Some of those tests may include X-rays, CT scans and MRIs to determine where the damage is and how severe it is. These tests are typically done while your dog is under anesthesia and without too much movement of him so as not to injure him any further.

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Treatment of Spinal Trauma in Dogs

Treatment will be largely dependent on the type of injury your dog is experiencing. If the injury is only a partial cord injury, the prognosis is better. When the cord injury is more severe, the prognosis goes down. This is because when your dog’s spinal cord is only partially injured, the nerves can pick up the slack of the lost nerve endings versus a complete severance where there are no nerves left intact.

Surgery may be necessary to release pressure on your dog’s spinal cord, and to treat any open wounds or other secondary injuries. Medication management is rare and typically consists of steroids to help with inflammation as needed. One medication used is PEG, which if used within 72 hours of the injury, can prevent nerves from breaking completely and allow the spinal cord to heal better. 

Depending on the severity of your dog’s injury he may begin to recovery within a few days to weeks after initial diagnosis. However, if your dog loses his continence ability, that may not return and if he has complete paralysis that may also not be fixed.

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Recovery of Spinal Trauma in Dogs

If your dog is no longer able to perform normal bodily functions such as urination or defecation on his own, that will result in a lifelong change for him and you both. If his ability to walk or be mobile is taken away that can also change his lifestyle and may result in changes to his environment and mobility means.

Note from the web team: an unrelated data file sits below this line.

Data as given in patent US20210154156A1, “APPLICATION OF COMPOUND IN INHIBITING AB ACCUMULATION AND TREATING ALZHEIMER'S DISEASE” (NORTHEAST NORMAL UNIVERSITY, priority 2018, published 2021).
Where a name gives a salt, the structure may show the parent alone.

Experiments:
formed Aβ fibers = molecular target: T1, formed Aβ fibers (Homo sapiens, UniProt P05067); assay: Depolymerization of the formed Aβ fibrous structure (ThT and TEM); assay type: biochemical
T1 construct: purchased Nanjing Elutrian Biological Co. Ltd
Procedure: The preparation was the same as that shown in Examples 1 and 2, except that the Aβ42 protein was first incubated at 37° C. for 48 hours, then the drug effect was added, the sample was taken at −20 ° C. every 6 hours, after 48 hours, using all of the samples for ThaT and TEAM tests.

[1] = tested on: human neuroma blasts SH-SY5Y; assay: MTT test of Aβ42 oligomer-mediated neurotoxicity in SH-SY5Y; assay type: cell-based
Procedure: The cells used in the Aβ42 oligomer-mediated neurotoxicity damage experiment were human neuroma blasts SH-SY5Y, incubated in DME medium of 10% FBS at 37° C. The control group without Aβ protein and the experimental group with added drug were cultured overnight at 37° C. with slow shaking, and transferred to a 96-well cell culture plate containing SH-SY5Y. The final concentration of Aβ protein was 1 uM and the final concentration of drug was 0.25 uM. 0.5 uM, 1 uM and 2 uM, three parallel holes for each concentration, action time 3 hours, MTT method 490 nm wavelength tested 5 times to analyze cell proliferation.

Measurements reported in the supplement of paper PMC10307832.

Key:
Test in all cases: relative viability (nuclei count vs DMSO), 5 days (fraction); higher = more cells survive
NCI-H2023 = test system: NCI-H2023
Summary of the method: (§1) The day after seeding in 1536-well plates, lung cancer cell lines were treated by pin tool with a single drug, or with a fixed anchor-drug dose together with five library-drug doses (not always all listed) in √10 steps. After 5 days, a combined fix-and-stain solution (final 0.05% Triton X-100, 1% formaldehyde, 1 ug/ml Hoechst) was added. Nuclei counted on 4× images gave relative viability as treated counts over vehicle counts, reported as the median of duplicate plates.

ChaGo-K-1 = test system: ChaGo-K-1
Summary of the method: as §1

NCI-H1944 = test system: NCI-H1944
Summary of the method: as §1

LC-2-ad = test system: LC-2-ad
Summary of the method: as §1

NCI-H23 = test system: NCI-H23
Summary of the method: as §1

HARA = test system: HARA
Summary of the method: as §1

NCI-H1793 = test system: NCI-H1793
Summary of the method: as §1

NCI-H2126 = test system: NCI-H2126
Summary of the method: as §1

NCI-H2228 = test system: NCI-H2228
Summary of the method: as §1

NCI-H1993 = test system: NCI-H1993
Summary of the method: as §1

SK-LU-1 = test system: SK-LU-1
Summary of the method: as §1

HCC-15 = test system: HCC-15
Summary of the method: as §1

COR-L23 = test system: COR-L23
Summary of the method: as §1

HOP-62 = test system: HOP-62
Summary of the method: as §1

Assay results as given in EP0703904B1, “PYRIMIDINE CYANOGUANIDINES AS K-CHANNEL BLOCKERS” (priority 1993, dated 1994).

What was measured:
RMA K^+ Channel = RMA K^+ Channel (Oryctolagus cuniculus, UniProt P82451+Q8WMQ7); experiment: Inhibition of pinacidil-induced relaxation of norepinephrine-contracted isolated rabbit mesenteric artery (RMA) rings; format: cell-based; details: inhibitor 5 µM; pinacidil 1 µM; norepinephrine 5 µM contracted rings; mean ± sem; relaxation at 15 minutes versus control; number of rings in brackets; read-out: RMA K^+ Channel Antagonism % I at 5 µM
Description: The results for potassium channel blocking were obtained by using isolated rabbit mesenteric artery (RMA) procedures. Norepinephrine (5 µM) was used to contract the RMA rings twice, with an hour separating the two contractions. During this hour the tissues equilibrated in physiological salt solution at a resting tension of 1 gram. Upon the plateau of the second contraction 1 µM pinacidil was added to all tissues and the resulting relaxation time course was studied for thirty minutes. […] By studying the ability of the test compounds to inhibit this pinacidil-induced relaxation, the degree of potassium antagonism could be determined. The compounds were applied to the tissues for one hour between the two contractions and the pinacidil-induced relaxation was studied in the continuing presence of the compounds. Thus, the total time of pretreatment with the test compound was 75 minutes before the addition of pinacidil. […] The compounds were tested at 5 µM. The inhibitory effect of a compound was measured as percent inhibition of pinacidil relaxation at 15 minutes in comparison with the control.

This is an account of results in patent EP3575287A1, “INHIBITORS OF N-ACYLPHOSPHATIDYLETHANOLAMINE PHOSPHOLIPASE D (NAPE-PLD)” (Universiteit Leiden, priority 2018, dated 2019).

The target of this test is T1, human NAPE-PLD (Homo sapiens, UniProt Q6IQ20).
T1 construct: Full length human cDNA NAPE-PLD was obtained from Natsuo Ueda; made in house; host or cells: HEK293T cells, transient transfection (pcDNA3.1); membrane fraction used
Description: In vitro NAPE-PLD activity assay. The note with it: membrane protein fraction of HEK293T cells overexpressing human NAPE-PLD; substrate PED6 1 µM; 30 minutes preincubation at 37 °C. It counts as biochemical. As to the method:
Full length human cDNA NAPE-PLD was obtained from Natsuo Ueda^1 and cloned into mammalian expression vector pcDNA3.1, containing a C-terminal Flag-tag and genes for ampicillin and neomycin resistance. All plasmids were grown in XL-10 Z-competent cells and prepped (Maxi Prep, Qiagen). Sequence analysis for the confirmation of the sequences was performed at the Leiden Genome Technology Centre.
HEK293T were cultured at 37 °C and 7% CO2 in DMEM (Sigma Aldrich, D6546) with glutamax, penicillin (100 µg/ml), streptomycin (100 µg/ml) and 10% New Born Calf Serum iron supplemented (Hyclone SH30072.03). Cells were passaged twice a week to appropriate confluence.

Follow up appointments will be necessary after surgery as directed by your veterinarian and to check for any further issues or progress of his symptoms. Your dog can begin to get better within a few weeks once the underlying and immediate cause are treated.

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Spinal Trauma Average Cost

From 531 quotes ranging from $1,000 - $10,000

Average Cost

$6,000

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Spinal Trauma Questions and Advice from Veterinary Professionals

Need pet health advice? Ask a vet

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Ask a Vet

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Pitbull mix

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Six Years

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Unknown severity

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0 found helpful

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Unknown severity

Has Symptoms

Arch Back, Limping With Front Right Paw And Knuckling On His Left Back Paw, Has Trouble Standing From Lying Down, Whines When He Tries To Lay Down

I want to know why he is limping because he started limping suddenly with his right front paw but his back injury has kind of been slowly getting worse for the last week

Aug. 7, 2020

Owner

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Dr. Michele K. DVM

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0 Recommendations